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Mitch Hedberg Gets the Light
2005-03-31 21:53
by Scott Long
Notes:
Scott Long is now blogging at NSFWsports.com.
Will Carroll can still be found at Baseball Prospectus.

Not long after Will Carroll had asked me to join him in writing for this blog, he suggested I do a piece ranking stand-up comedians. I told him I was uncomfortable doing that as I know most of the people who make a living in the biz and didn't want to create a sh#tstorm. Sadly, today I found out the most unique voice in comedy I had ever heard, died.

I met comedian Mitch Hedberg in the mid-90's, as we were both just a couple of years into our standup careers. I was the opening act, Mitch was the middle act and the headliner was a guy who had very little original to offer, but was a draw to the lowest common denominator audience he catered to. The whole week, Mitch ate it in front of this headliner's audience. I sat in the back of the club every night watching and laughing my ass off at Mitch. He was a very cool dude off-stage, but he had some of that Andy Kauffman-thing working, where you weren't sure what was an act and what was just his "normal" personality.

Mitch was compared to Steven Wright from the beginning, but that was too limiting a description, as he had a different rhythm to life and his view of it. I told him at the time, he reminded me of a mix of Wright and the musician Beck. He said to me he thought that was the best description he had ever heard and appreciated it, as he really liked both of them.

The comedy circuit is a pretty exclusive circuit, as there's only 250 or so people who regularly play the clubs, but unfortunately I never ran into him again. I was not surprised to find out that within a couple of years, he had signed a big money development deal with one of the major networks. Rumors started to circulate not long after this deal that he had developed a heroin habit and it got to be a sick joke about how erratic his performances became and what adventures that followed him, caused by the needle. ""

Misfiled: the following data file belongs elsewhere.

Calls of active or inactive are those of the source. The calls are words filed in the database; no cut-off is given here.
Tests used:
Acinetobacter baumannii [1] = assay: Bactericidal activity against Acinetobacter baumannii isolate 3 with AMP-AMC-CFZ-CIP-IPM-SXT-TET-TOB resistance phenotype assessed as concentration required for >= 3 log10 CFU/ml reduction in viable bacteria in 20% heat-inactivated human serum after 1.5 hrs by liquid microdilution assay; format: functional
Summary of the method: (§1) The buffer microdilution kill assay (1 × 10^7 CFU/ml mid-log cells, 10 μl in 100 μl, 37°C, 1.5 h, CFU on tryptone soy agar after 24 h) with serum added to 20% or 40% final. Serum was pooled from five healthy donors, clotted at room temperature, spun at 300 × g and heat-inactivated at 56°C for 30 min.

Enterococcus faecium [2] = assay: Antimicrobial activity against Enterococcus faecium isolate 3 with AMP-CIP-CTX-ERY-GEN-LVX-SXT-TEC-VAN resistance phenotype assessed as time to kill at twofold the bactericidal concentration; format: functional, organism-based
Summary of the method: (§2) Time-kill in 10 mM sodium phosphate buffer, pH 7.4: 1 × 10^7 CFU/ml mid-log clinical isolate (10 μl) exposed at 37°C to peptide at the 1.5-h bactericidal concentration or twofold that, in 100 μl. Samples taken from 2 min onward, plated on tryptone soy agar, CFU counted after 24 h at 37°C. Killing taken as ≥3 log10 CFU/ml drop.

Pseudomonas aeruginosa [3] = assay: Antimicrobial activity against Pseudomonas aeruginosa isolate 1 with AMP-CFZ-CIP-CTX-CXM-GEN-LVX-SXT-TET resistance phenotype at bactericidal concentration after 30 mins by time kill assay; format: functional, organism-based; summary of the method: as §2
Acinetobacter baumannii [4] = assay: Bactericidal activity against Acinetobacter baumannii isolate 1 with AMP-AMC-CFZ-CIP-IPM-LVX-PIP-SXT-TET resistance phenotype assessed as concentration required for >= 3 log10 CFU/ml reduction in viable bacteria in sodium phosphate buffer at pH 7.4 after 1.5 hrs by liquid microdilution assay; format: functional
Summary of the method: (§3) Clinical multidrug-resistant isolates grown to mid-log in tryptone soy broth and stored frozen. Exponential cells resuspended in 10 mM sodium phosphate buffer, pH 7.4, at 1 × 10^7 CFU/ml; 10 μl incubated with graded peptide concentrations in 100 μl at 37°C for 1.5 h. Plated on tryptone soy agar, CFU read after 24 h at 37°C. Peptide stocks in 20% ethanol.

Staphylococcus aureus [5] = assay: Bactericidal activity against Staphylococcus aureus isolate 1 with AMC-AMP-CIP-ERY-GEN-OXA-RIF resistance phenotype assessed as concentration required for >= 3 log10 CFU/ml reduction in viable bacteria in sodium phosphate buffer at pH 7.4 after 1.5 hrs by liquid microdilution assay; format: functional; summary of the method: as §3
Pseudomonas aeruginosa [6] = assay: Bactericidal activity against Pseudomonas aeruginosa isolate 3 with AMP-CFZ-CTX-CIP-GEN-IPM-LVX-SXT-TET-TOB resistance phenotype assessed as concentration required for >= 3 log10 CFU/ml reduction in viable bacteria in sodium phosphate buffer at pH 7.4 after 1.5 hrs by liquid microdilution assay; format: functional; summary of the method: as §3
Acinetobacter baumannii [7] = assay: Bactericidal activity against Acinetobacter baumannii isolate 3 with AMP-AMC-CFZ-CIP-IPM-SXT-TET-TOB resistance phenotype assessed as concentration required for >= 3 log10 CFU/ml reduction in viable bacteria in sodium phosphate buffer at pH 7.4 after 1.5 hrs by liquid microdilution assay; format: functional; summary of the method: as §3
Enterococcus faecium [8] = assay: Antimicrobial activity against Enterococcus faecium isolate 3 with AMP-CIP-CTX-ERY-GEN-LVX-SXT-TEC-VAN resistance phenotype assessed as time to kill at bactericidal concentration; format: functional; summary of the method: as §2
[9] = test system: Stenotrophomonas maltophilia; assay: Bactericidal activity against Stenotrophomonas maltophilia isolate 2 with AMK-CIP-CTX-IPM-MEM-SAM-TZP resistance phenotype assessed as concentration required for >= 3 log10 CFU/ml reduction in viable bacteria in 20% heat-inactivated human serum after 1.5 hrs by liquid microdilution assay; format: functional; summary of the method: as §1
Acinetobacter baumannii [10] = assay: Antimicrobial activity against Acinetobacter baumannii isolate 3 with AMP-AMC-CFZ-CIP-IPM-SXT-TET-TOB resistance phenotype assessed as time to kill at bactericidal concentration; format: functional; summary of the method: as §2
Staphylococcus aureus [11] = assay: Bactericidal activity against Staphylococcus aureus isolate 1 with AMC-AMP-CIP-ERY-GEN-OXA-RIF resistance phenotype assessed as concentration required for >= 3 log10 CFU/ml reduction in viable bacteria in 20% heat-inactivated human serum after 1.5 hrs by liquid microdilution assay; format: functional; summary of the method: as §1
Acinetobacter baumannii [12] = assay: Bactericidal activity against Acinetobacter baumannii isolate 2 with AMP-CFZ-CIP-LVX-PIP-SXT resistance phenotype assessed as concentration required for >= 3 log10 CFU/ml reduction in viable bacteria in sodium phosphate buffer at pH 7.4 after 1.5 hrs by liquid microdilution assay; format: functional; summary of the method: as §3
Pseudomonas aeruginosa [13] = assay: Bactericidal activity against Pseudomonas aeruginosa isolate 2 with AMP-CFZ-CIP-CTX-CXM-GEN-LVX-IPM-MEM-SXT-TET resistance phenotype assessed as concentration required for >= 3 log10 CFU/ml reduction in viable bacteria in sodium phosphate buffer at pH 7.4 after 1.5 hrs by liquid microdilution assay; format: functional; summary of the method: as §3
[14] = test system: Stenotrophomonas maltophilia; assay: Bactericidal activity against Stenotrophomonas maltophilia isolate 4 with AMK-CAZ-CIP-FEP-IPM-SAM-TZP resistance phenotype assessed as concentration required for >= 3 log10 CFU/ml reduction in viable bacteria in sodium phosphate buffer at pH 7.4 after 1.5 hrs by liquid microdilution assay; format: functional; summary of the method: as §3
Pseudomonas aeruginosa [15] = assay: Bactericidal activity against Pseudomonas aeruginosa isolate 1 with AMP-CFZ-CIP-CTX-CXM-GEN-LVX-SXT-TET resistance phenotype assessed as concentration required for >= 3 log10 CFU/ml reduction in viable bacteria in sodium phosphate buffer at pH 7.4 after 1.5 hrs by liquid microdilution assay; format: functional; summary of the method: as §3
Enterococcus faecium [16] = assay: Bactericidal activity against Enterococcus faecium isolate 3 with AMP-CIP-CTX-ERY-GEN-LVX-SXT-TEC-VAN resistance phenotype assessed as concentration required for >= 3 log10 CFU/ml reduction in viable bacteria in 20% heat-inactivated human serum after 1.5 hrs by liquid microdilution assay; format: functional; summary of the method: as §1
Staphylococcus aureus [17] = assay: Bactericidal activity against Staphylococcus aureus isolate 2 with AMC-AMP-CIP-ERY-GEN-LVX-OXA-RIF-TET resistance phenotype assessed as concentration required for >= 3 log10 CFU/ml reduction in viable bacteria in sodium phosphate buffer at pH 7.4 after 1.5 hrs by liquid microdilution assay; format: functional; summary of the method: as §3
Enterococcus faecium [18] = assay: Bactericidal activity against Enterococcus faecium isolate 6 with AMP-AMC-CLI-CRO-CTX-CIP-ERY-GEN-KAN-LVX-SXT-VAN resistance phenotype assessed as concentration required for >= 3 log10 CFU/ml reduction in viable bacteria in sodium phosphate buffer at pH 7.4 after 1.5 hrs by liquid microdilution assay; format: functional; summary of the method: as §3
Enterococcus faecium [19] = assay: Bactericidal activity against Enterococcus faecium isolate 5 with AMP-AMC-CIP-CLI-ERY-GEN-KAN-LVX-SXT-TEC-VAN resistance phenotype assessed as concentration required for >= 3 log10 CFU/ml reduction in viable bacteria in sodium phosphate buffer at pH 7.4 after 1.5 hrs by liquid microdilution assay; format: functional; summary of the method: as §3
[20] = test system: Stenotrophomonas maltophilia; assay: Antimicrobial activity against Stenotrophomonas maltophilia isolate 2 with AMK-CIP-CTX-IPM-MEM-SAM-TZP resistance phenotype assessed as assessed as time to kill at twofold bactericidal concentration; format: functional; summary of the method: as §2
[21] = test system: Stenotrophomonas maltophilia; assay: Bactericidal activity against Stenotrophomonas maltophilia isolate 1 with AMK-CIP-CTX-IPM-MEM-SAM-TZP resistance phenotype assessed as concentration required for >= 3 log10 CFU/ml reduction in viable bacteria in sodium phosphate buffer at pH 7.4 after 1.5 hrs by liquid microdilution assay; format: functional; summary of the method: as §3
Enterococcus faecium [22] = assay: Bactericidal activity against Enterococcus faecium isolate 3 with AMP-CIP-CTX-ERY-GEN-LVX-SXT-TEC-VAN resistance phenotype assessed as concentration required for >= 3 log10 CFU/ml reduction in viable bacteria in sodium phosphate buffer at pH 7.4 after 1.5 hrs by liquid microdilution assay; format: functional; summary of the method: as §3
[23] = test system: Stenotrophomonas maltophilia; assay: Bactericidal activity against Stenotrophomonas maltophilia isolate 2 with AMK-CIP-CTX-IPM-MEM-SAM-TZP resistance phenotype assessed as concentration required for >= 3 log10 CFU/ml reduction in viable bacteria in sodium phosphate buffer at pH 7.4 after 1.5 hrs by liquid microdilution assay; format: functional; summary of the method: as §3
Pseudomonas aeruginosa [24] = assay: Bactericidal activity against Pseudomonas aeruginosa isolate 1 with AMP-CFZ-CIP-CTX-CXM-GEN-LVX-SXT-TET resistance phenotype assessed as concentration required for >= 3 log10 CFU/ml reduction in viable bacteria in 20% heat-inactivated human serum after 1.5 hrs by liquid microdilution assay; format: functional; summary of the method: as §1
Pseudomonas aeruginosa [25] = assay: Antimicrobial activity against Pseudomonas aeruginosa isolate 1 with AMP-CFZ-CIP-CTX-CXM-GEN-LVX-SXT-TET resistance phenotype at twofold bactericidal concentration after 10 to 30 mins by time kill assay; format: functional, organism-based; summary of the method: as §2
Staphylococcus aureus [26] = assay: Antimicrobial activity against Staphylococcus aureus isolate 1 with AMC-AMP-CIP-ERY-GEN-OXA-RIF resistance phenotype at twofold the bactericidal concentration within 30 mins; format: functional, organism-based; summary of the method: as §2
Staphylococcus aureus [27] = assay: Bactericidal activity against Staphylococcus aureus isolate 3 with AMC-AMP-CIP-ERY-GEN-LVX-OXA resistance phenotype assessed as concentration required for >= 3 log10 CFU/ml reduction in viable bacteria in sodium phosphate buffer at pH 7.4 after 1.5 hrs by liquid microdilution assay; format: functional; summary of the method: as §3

I'm not here to moralize and considering that my first good friend in comedy died from a heroin overdose in 2002, I can only say I have some understanding of the destructiveness of the drug. It should be mentioned that a lot of Mitch's hilarious insights on life were written when he was on drugs. It reminds me of the line the great Bill Hicks said about how "some of the greatest music in history was written by performers who were really f____ing high." Add another to the list of artists which drugs helped make and then helped break.

During my time in stand-up, Hicks and Hedberg have been the two most influential performers to other comics. This demonstrates one of the great things about comedy; it's wide-range of styles that can elicit the same reaction. Hicks and Hedberg were completely different in style and substance, but they shared a special ability to challenge audiences and make them laugh at the same time.

I'm guessing that like Hicks, there will be lots of posthumous releases come out of Mitch's shows, as he was one of the most prolific comedy writers ever. I recommend picking up the CD/DVD combo that is out in the stores, currently. The DVD is a longer cut of his Comedy Central special and it's a great example of his talent. I've linked a story from the Minneapolis Star Tribune, which gives a good overview of the Minnesota-bred Hedberg. I know all the people interviewed in the article and they paint a well-rounded picture of him.

Comments
2005-03-31 22:58:20
1.   Linkmeister
I don't know what happens as comics age, but when I think of the musicians who've gone that route and the music lost because of it, it's heartbreaking.